The genteel, understandably, want to shield their kids from concussions and broken fingers and torn rotator cuffs. Pain is bad, after all, and Junior should experience as little of that as possible. Heaven forbid little Mary suffer, realize pain isn’t so bad and overcome her healthy, abundant fears. As for the caveman inside, well, that’s what we have repression for. Who cares if they grow up to be pussies? That’s what trust funds are for.


I have dislocated my right kneecap six times. There’s arthritis inside the joint that will continue to degenerate for the rest of my life. My left arm isn’t entirely straight because I once caused the radius to fracture and displace sufficiently to jam into my ulna. Imagine your forearm reshaped as a question mark and you’ll get the idea what that looks like. A 215 pound wrestler with 6% body fat once threw me onto my head sufficiently hard that I kicked myself in the nose. I’ve blown involuntary snot bubbles after a steroid abusing linebacker speared me in the chest with the top of his helmet. I’ve jumped motorcycles both successfully and unsuccessfully, which is to say I know how it feels to bail off a bike 10 feet in the air at 40 mph. I’ve run until my field of vision contracted down to nothing and the world turned purple.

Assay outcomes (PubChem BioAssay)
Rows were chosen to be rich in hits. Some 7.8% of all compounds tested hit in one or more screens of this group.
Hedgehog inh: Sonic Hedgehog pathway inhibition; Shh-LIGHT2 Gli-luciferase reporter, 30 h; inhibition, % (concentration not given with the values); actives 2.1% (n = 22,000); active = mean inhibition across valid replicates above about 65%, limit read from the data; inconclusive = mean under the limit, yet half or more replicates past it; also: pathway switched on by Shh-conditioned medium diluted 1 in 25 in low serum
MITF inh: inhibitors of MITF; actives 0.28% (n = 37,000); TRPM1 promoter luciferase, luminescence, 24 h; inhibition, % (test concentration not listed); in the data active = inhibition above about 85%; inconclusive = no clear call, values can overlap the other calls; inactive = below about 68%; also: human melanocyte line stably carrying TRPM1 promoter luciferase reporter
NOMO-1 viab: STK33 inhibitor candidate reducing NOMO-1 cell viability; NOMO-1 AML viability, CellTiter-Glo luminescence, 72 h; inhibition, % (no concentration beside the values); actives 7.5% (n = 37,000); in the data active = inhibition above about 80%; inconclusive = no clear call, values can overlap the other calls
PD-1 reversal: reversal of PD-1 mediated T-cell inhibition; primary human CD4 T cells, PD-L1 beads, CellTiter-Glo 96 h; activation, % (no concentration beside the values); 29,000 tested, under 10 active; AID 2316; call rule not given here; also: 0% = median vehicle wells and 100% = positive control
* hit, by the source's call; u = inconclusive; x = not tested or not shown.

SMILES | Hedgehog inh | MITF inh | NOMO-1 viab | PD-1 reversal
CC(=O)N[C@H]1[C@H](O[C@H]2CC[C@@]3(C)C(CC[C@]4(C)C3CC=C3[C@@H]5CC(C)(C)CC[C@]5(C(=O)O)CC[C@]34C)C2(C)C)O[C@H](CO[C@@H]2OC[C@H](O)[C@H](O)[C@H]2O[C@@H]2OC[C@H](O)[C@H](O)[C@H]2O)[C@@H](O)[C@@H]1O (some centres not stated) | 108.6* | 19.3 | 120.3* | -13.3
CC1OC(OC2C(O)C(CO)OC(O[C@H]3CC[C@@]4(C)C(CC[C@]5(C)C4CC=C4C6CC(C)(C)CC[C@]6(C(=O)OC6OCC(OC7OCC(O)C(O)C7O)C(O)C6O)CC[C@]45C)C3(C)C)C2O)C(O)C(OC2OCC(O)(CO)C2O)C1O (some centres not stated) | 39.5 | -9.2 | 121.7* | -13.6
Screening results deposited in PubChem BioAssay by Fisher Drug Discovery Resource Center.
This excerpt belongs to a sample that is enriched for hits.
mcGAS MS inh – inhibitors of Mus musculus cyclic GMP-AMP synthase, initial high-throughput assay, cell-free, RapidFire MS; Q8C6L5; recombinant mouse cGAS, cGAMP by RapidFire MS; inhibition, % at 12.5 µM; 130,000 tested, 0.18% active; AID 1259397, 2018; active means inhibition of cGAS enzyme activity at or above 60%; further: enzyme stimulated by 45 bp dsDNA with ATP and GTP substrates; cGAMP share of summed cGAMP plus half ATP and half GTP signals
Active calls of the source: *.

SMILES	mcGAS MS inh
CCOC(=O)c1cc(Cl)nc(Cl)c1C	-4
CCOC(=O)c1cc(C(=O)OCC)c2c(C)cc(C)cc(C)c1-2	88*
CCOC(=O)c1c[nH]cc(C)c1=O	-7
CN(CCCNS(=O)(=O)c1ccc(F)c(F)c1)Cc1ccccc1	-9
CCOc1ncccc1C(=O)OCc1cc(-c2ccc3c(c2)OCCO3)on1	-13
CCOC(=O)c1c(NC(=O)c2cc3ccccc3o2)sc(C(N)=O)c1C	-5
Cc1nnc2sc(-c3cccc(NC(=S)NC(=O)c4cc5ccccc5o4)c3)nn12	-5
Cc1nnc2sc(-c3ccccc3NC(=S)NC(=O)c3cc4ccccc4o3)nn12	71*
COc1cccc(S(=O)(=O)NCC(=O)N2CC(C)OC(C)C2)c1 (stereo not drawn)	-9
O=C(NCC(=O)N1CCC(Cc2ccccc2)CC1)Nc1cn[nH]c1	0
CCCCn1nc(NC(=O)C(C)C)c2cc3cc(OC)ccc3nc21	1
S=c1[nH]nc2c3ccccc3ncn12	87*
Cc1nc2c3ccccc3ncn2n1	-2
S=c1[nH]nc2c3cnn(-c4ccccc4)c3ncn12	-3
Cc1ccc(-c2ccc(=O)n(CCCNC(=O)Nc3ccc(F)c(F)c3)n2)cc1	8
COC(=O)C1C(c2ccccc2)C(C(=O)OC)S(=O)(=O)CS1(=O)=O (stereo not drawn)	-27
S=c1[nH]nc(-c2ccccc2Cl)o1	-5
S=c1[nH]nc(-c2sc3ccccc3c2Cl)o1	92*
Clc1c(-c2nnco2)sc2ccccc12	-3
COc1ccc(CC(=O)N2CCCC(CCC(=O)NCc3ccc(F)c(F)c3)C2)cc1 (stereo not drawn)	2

All of these things hurt, hurt a lot. I don’t want to dislocate my knee again or re-break my radius. I don’t particularly want to run until I lose my sight. But honestly, there’s approximately a zero percent chance I’m giving up my dangerous hobbies.

The first reason I’m not going to stop is I feel like these painful experiences taught me about myself. Despite the things the proponents of cheap self-esteem would have you believe, true self-regard is earned. I know I can function with a broken arm. I know I don’t panic at the sight of my own blood. I know that I’m a tough person because I’ve proven it dozens of times. Without those broken bones and impacts, I would hope that when things got hard, I could endure. But I don’t have to hope, I know. The amount of confidence this gives me has been a huge advantage in more ways than I can count.